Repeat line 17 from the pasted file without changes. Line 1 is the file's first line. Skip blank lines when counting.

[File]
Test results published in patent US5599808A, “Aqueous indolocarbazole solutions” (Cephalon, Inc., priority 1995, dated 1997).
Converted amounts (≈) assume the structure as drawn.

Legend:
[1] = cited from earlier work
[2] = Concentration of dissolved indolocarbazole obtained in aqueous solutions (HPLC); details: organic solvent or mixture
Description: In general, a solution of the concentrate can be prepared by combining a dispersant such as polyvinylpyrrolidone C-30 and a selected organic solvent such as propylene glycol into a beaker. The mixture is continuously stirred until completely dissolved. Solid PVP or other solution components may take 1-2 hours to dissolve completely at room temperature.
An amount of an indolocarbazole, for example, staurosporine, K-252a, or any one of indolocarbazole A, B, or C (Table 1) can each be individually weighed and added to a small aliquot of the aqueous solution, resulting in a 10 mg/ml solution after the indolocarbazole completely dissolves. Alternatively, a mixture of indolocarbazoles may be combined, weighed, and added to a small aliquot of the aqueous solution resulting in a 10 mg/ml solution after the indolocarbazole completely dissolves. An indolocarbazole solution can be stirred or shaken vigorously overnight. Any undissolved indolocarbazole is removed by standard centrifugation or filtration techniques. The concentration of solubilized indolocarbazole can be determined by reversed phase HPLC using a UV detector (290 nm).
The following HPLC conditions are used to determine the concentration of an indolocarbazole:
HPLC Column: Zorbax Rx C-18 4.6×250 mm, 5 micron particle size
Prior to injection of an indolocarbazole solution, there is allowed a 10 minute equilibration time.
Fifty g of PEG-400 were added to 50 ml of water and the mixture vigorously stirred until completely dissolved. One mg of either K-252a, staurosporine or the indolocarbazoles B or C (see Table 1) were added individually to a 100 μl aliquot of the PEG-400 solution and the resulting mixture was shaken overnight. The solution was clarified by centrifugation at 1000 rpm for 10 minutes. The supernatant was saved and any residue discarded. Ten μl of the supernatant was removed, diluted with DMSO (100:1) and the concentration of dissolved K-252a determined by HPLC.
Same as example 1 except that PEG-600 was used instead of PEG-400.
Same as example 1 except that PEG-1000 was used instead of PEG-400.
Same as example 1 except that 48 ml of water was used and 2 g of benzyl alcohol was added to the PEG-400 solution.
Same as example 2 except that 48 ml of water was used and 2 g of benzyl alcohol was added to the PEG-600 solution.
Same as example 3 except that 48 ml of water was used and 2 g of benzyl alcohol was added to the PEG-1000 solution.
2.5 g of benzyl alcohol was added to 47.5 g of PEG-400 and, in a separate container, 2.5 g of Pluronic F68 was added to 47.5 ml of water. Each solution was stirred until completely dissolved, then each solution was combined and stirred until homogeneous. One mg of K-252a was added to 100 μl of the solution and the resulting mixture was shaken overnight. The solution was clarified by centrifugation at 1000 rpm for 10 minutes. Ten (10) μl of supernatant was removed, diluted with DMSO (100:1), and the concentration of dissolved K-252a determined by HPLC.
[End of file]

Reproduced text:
2.5 g of benzyl alcohol was added to 47.5 g of PEG-400 and, in a separate container, 2.5 g of Pluronic F68 was added to 47.5 ml of water. Each solution was stirred until completely dissolved, then each solution was combined and stirred until homogeneous. One mg of K-252a was added to 100 μl of the solution and the resulting mixture was shaken overnight. The solution was clarified by centrifugation at 1000 rpm for 10 minutes. Ten (10) μl of supernatant was removed, diluted with DMSO (100:1), and the concentration of dissolved K-252a determined by HPLC.